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Trajan's Column

ItalyAncient Rome107 — 113

In 113 CE, the Roman Empire had reached its pinnacle. The ever-expanding empire sprawled across Italy, Spain, Britain, Greece, Egypt, and much of Southern Asia. The last holdouts against the empire were the Dacians, living in what is now Romania. For years, the Dacians had harassed and pushed back the Roman border, but their independence was finally and utterly ended by the Roman soldier-emperor Trajan. Trajan was not a politician, he was a tactician — a military leader raised in the rank of file of the Roman army. From 101-102 and 105-106 CE, Trajan led two campaigns across the Danube river into Dacia in a bloody war of attrition, finally destroying their armies and annexing it as a province of the Roman Empire.

Trajan returned to Rome triumphant, but with a political conundrum. The urban, multicultural population of Rome was suspicious of Trajan's bloody conquest — both for its brutality and its great expense. Trajan needed some good PR — so to celebrate his victory, he declared a 100 day festival, paid for by the half a million pounds of gold he brought back from the Dacian mines. To tell the story of his victory, a massive column was constructed — 30 meters tall, made from 20 Carrara marble drums, each weighing 32 tons. Around the column is a spiraling relief sculpture depicting the events of the Dacian wars across and 155 scenes and 2,662 figures.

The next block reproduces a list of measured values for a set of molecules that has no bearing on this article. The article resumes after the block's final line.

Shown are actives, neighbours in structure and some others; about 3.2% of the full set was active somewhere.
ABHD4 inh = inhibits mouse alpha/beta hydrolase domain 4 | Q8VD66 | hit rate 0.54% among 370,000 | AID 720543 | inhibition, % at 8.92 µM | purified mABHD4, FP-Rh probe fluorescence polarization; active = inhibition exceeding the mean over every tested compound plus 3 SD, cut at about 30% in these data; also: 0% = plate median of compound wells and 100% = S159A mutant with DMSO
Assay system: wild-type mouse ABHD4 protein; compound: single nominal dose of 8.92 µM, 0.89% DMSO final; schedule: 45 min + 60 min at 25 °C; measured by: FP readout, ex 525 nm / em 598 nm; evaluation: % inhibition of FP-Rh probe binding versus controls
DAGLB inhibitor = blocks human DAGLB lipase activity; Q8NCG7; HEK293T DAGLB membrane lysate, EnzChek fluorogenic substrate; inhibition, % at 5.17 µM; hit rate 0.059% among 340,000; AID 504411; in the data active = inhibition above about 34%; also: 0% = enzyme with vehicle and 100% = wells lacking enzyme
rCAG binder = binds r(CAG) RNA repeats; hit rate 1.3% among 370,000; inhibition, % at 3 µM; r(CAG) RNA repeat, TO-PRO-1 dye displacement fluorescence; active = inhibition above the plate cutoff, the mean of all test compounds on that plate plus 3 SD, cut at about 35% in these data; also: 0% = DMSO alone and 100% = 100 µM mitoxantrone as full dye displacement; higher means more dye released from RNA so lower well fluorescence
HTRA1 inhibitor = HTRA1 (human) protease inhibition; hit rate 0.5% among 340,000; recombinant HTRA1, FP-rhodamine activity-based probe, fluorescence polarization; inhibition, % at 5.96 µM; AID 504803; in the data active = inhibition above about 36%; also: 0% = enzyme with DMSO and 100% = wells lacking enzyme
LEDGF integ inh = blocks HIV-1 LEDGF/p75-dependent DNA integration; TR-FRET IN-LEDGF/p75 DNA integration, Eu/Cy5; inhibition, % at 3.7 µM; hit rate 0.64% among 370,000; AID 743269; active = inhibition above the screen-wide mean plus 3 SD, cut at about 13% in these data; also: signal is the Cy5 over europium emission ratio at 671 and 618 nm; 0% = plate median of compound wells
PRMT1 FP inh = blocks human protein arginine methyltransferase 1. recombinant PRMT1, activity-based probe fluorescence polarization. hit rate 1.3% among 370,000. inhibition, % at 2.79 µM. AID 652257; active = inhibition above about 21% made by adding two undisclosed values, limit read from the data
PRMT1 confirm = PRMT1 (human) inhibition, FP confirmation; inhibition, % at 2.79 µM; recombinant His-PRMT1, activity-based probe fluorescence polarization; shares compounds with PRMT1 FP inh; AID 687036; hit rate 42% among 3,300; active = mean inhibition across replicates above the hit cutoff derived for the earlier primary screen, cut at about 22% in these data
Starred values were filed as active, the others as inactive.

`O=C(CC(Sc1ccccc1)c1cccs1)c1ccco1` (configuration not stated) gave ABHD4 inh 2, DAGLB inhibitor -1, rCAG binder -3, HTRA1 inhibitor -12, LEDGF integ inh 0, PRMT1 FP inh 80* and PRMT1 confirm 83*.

Trajan's column is an architectural masterpiece, and it's a brilliant piece of propaganda. Though the Dacian wars were bloody and long, very few scenes of violence appear on the column. Instead, soldiers are depicted raising bridges, conducting ceremonies and sacrificing to the gods. Trajan himself appears 58 times — a heroic protagonist, and personification of "justice, clemency, moderation, and restraint." And Trajan's propaganda appears to have worked. He was named optimus princeps, 'best ruler' by the Roman senate, and is remembered for his construction of public buildings and philanthropic efforts. Within the glossy marble confines of Rome, it was forgotten that progress was built on the graves of the Dacians. 

Cover image CC BY-SA 4.0 Joaquim Alves Gaspar

Trajan’s Column, the ruins of Trajan’s Forum, and at the right a modern monu­­ment commemorating Victor Emman­uel II, the first king of a united Italy. Photo by Kenneth Garrett

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